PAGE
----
Frequently Asked Questions (FAQs)

If you are just getting started with academic research and/or robotics, there is a possibility that you might have some questions. Here are some of the most frequently asked questions pertaining to research, PhD and robotics. Still got a query you couldn’t find in these FAQs? Drop me an email about it and I’d be happy to help out.

FAQs about PhD

Pursuing the Ph.D. requires unwavering determination and commitment for the next 3-6 years of your life. There is no magic formula to accurately measure your fit for the PhD, however, you can do an introspection exercise to find out if PhD is the right choice for you. Ideally, you would need to know if you can handle stress, tolerate uncertainty, deal with failure and having a PhD is crucial to unlocking the next phase in your career.

During the literature review phase, you will be reading numerous publications and it is crucial to have a system to plan and manage a literature review database. Doing this manually is tedious so you can use tools for bibliography management or utilize database managers like Google Sheets or even Notion.

If you have applied for a PhD position and have been invited for an interview, you want to take the time to really prepare yourself. Typically such interviews start with introductions and then move on to the “why?”. Basically, things like “why this position?”, “why now?”, “why you?”. Given the nature of the topic, the latter phase of the interview might get a bit technical too so familiarize yourself with the potential supervisor and their work so you can show how you fit with the group.

Towards the end of your PhD interview, time permitting, you will likely be given a brief slot to ask questions you may have. Often candidates let go of this chance by saying they don’t have anything to ask but here is how you can make the most of it. This is your golden chance to ask questions to your potential PhD adviser and understand their expectations and how they think. Also, you can use this chance to learn about the typical day in the life. 

FAQs about Robotics

Learning robotics is often considered very resource intensive given the robots can be quite expensive if you are to buy them out of pocket. However, there is no reason to break your bank and you can easily learn robotics at home on a budget. You can start by something like a simulated robot or DIY kits which are relatively inexpensive. Then, for a real platform you can either collaborate or signup for one of the remote labs that allow you to access physical robots, remotely, from across the globe. Learning by doing is the best way to learn robotics and budget should not be holding you back.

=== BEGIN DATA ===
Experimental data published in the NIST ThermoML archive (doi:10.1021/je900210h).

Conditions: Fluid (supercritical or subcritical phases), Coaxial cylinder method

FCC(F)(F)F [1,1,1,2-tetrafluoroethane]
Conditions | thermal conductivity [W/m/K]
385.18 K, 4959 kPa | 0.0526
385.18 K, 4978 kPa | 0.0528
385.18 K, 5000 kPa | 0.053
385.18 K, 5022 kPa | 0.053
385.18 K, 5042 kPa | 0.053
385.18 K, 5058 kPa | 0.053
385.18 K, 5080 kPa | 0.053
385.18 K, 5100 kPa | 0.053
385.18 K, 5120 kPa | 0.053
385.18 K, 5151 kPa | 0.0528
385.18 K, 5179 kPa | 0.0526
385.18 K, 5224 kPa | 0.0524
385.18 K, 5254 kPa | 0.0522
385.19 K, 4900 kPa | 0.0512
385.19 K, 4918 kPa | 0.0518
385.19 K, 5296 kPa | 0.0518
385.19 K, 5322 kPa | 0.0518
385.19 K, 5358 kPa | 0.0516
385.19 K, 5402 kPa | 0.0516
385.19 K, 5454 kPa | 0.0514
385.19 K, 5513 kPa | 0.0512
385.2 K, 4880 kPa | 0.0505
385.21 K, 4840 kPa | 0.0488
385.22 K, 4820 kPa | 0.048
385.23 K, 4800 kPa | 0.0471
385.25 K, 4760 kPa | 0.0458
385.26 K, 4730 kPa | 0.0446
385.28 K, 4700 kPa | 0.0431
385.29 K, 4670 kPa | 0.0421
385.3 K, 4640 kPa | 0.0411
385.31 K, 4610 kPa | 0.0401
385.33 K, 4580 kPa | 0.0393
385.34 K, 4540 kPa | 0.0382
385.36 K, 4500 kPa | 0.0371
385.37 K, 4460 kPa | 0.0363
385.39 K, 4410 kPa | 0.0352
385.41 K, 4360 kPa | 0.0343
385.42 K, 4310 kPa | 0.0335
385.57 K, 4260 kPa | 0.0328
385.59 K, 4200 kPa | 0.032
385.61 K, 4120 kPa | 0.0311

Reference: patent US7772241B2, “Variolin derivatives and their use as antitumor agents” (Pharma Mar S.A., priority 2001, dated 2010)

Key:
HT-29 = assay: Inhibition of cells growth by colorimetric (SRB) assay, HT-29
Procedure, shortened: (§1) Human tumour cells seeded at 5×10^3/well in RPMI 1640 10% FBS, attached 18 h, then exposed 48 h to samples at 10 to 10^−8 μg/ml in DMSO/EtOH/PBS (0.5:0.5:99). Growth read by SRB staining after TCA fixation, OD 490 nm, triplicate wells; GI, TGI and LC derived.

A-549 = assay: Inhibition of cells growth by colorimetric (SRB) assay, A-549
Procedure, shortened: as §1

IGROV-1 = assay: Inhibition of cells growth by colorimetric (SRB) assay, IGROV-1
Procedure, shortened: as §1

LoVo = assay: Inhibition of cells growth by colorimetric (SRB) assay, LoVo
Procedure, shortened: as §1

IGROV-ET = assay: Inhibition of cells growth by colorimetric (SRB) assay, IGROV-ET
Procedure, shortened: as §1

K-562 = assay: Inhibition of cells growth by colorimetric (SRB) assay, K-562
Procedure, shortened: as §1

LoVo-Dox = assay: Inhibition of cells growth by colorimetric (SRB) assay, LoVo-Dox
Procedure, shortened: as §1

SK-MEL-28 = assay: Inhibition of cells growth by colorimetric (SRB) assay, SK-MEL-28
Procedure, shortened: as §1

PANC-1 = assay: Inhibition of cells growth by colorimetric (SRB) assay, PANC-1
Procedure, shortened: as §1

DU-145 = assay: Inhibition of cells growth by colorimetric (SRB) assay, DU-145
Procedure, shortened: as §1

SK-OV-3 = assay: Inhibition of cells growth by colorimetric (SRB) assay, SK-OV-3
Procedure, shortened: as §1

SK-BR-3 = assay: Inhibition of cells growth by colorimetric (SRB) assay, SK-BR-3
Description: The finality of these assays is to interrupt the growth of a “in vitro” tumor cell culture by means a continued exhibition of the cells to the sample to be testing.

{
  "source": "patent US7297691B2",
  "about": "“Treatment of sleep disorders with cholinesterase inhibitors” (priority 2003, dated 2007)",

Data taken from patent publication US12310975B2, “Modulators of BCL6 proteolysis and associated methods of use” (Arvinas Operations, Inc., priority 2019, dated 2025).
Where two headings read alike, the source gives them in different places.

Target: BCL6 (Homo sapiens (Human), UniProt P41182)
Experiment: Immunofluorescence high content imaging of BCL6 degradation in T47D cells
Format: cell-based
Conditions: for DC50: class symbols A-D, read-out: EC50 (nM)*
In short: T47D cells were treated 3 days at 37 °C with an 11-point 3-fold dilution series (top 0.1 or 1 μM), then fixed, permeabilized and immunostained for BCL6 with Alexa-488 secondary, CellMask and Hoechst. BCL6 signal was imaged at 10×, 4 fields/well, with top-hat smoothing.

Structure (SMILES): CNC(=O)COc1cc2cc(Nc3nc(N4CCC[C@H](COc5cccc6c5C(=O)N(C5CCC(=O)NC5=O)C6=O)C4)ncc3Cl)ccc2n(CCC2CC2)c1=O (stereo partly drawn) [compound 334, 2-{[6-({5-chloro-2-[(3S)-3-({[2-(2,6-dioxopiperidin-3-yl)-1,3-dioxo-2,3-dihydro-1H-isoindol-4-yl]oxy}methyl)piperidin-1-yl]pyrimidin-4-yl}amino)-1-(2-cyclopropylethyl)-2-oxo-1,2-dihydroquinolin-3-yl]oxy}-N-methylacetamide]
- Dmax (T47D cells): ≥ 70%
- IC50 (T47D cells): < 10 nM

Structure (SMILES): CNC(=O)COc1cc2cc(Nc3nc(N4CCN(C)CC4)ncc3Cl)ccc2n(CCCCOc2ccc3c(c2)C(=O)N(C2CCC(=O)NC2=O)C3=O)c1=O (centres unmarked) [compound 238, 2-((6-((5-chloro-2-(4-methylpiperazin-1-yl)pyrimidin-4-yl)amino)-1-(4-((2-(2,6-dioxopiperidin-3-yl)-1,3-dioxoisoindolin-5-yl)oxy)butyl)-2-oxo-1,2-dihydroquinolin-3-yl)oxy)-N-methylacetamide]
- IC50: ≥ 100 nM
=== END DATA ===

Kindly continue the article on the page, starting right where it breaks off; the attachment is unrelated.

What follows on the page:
First you need to understand that robotics is a highly interdisciplinary field and in order to learn robotics, you would need to know which niche within robotics you want to specialize in. Aside from that, you would want to learn about the various robotic platforms and their modes of operation. Before you set you mind on a particular niche, you can always get your hands dirty by trying to build your own robot. Like this, you will learn a lot about robotics and will unknowingly uncover your interests. Then, work on the areas you struggled with while building your robot, rinse and repeat. 

The types of robots is governed by the nature of classification. The various robot platforms can be broadly classified either based on their mode of operation, application, and, autonomy. 

Based on the mode of operation one could think about aerial, ground and marine robots.

Based on applications, there are industrial, medical, consumer, educational, and entertainment robots.

Based on autonomy, there can fully autonomous, semi autonomous or fully teleoperated robots.

When it comes to deploying robots in the real world, there are numerous challenges to be tackled. Some of them are- fabrication, energy efficiency, operational range, real time data acquisition and processing, human robot interaction and privacy.